Go back

Annemarie Busschers

Bram, 2008

At first glance, the portraits by the hand of Annemarie Busschers (1970) appear to be enormous photographs. It’s only once you get close, right up to the portrait’s ‘skin’, that doubt sets in: this is virtuoso handiwork in an exceedingly delicate, graphic, mixed technique. Eagle-eyed viewers will s ... ee that wool has also been used in the jacket. Busschers’ portrait of Bram is an homage to her father, who posed for the work. Busschers’ works often emphasise the model’s skin. She studies the ageing process on photographs: textures, shades, moles, scars, furrows and veins are deliberately emphasised and enlarged in the final work. Busschers is fascinated by ageing, and wants to show the singularity and beauty of the process. As such, she depicted her father as older than he actually was at the time. This so-called Verism (an artistic preference that focuses on a muted rendering of reality) stands at odds with the age-long tradition of embellishment and idealisation in portraiture. In her later work, Busschers also attempts to get under the skin of her models, incorporating personal, mental and psychological imperfections in her portraits. Text: Boris Ariaens, guide and museum host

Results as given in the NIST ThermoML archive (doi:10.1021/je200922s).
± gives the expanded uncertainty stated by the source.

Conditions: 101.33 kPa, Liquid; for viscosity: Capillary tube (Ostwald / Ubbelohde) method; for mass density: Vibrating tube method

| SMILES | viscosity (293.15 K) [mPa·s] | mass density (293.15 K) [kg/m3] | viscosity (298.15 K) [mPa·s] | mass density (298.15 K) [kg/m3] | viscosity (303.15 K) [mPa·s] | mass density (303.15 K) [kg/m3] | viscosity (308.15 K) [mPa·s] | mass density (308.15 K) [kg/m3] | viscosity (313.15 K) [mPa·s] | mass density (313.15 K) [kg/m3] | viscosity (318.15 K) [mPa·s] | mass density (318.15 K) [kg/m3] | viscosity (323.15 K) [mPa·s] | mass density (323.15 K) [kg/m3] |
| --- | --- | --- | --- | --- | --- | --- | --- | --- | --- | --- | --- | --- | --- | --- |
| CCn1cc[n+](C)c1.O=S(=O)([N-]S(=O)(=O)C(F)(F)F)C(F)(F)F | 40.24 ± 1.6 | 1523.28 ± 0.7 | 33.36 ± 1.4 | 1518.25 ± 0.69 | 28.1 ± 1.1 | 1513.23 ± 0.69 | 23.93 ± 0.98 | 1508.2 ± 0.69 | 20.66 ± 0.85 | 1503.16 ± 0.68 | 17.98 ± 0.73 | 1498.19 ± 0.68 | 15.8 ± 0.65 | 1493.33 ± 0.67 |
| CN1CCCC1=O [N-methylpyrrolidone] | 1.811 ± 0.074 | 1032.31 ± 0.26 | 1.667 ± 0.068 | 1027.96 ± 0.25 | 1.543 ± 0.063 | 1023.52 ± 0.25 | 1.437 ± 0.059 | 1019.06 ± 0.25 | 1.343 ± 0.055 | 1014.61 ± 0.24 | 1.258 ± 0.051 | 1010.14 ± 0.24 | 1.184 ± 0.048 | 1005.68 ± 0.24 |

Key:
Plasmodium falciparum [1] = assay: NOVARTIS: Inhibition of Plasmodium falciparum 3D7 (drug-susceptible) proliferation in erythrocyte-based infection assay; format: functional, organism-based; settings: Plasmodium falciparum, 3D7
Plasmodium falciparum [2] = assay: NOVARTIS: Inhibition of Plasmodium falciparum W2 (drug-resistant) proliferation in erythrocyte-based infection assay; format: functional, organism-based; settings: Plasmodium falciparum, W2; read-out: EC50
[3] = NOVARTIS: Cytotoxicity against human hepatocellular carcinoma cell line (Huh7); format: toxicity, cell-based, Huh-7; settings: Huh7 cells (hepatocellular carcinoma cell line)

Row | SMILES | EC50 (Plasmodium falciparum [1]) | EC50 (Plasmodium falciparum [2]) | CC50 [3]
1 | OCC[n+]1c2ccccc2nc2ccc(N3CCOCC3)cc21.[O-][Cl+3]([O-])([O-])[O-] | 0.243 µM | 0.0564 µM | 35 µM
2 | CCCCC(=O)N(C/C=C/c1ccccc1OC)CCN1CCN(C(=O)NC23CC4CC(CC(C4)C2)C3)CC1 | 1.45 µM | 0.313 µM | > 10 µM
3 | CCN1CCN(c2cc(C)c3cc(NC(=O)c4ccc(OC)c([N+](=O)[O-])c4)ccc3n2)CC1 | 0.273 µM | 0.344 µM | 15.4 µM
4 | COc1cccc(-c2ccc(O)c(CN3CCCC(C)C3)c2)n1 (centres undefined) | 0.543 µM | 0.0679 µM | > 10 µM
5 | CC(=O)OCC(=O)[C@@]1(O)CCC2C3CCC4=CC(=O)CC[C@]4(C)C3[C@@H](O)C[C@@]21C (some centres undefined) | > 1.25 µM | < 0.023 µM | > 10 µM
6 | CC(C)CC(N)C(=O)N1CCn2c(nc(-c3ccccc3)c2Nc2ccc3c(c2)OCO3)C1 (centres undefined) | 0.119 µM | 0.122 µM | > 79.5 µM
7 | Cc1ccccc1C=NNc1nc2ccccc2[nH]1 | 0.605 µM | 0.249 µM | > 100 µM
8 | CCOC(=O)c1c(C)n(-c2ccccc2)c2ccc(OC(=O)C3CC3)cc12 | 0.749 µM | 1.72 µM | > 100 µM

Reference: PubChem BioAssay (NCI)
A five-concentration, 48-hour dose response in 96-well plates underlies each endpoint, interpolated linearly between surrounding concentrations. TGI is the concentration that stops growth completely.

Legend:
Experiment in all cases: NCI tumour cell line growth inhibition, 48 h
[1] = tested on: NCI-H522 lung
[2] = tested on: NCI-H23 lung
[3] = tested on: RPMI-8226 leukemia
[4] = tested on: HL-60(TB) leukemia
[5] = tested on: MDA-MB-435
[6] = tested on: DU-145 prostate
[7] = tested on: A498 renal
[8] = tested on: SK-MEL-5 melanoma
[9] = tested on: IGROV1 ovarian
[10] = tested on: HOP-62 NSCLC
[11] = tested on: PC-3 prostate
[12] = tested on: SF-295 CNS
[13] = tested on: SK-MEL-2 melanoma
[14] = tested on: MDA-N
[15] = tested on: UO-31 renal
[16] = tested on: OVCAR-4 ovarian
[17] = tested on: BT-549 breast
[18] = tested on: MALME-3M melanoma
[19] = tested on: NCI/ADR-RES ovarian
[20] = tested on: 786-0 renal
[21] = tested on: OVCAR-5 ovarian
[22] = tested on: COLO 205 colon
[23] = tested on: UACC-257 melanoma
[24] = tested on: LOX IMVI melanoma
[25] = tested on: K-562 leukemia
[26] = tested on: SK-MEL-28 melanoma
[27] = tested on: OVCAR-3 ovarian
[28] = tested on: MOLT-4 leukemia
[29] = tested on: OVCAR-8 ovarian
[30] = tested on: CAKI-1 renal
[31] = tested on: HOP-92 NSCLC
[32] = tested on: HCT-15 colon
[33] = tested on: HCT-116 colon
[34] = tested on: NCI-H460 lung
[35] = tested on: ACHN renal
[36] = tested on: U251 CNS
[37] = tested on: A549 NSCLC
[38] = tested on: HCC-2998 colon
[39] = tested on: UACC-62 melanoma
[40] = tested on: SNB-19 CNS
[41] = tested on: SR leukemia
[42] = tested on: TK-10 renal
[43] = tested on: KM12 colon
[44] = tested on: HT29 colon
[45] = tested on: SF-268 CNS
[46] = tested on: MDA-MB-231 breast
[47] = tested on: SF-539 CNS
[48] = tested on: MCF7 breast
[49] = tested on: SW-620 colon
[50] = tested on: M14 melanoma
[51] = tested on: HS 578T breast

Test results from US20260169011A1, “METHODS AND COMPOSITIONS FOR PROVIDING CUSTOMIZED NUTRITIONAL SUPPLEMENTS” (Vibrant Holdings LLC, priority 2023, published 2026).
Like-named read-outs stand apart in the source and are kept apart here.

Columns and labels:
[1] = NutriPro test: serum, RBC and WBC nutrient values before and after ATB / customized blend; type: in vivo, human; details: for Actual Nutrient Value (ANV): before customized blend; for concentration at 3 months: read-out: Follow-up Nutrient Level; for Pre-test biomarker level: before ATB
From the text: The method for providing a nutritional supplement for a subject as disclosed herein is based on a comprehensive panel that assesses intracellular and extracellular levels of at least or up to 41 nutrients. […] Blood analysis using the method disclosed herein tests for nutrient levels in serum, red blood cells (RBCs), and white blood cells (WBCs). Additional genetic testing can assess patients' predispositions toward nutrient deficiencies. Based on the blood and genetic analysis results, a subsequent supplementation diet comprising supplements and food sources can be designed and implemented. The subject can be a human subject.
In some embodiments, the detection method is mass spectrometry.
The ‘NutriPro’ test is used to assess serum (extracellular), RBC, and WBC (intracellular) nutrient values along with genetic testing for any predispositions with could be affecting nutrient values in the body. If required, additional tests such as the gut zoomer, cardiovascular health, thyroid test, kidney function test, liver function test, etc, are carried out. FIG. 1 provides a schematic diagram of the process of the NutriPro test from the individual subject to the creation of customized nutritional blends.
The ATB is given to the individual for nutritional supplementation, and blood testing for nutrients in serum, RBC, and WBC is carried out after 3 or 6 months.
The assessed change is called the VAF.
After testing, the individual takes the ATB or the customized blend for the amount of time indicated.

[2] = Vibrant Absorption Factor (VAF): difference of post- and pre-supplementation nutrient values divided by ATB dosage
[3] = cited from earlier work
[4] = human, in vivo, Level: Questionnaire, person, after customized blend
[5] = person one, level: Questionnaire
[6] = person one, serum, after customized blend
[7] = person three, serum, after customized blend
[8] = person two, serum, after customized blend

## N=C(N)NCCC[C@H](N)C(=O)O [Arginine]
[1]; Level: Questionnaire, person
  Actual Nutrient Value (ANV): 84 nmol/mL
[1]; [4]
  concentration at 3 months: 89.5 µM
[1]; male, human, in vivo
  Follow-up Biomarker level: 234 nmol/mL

Read more Show less
Annemarie Busschers
Mixed media on canvas
160 x 130 cm (h x w)
Type of object
© Pictoright

More artworks by Annemarie Busschers